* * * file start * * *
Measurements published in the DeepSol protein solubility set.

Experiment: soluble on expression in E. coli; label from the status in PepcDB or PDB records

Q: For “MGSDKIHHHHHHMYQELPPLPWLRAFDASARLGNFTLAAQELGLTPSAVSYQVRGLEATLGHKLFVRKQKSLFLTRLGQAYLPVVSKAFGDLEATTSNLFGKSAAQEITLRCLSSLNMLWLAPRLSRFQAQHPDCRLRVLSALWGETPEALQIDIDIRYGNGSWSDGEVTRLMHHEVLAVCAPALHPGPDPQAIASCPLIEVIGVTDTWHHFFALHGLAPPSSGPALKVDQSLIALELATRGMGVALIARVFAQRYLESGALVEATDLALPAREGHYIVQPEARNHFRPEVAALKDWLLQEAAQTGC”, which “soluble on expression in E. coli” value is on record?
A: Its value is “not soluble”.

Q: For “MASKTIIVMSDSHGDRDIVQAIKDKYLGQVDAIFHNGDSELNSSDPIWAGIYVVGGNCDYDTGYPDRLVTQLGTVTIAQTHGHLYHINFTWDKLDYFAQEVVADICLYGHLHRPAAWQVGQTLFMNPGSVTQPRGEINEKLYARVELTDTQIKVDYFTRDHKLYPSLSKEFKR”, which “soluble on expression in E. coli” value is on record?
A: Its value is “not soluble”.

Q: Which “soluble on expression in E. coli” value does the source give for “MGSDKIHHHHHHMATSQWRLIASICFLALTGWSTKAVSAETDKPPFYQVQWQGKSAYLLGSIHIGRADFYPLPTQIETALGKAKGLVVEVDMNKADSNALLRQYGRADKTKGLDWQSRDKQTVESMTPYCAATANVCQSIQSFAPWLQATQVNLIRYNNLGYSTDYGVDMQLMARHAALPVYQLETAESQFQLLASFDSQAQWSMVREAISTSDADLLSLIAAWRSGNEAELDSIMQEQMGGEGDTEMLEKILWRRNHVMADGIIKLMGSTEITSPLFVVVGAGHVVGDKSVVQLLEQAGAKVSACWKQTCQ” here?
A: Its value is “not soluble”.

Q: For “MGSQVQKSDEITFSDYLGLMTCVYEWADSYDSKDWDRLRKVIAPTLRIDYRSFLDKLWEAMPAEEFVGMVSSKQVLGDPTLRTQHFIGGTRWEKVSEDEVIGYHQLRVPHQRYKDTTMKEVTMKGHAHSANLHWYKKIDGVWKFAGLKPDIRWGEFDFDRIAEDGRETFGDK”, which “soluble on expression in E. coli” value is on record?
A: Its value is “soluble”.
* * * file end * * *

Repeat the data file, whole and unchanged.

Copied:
Measurements published in the DeepSol protein solubility set.

Experiment: soluble on expression in E. coli; label from the status in PepcDB or PDB records

Q: For “MGSDKIHHHHHHMYQELPPLPWLRAFDASARLGNFTLAAQELGLTPSAVSYQVRGLEATLGHKLFVRKQKSLFLTRLGQAYLPVVSKAFGDLEATTSNLFGKSAAQEITLRCLSSLNMLWLAPRLSRFQAQHPDCRLRVLSALWGETPEALQIDIDIRYGNGSWSDGEVTRLMHHEVLAVCAPALHPGPDPQAIASCPLIEVIGVTDTWHHFFALHGLAPPSSGPALKVDQSLIALELATRGMGVALIARVFAQRYLESGALVEATDLALPAREGHYIVQPEARNHFRPEVAALKDWLLQEAAQTGC”, which “soluble on expression in E. coli” value is on record?
A: Its value is “not soluble”.

Q: For “MASKTIIVMSDSHGDRDIVQAIKDKYLGQVDAIFHNGDSELNSSDPIWAGIYVVGGNCDYDTGYPDRLVTQLGTVTIAQTHGHLYHINFTWDKLDYFAQEVVADICLYGHLHRPAAWQVGQTLFMNPGSVTQPRGEINEKLYARVELTDTQIKVDYFTRDHKLYPSLSKEFKR”, which “soluble on expression in E. coli” value is on record?
A: Its value is “not soluble”.

Q: Which “soluble on expression in E. coli” value does the source give for “MGSDKIHHHHHHMATSQWRLIASICFLALTGWSTKAVSAETDKPPFYQVQWQGKSAYLLGSIHIGRADFYPLPTQIETALGKAKGLVVEVDMNKADSNALLRQYGRADKTKGLDWQSRDKQTVESMTPYCAATANVCQSIQSFAPWLQATQVNLIRYNNLGYSTDYGVDMQLMARHAALPVYQLETAESQFQLLASFDSQAQWSMVREAISTSDADLLSLIAAWRSGNEAELDSIMQEQMGGEGDTEMLEKILWRRNHVMADGIIKLMGSTEITSPLFVVVGAGHVVGDKSVVQLLEQAGAKVSACWKQTCQ” here?
A: Its value is “not soluble”.

Q: For “MGSQVQKSDEITFSDYLGLMTCVYEWADSYDSKDWDRLRKVIAPTLRIDYRSFLDKLWEAMPAEEFVGMVSSKQVLGDPTLRTQHFIGGTRWEKVSEDEVIGYHQLRVPHQRYKDTTMKEVTMKGHAHSANLHWYKKIDGVWKFAGLKPDIRWGEFDFDRIAEDGRETFGDK”, which “soluble on expression in E. coli” value is on record?
A: Its value is “soluble”.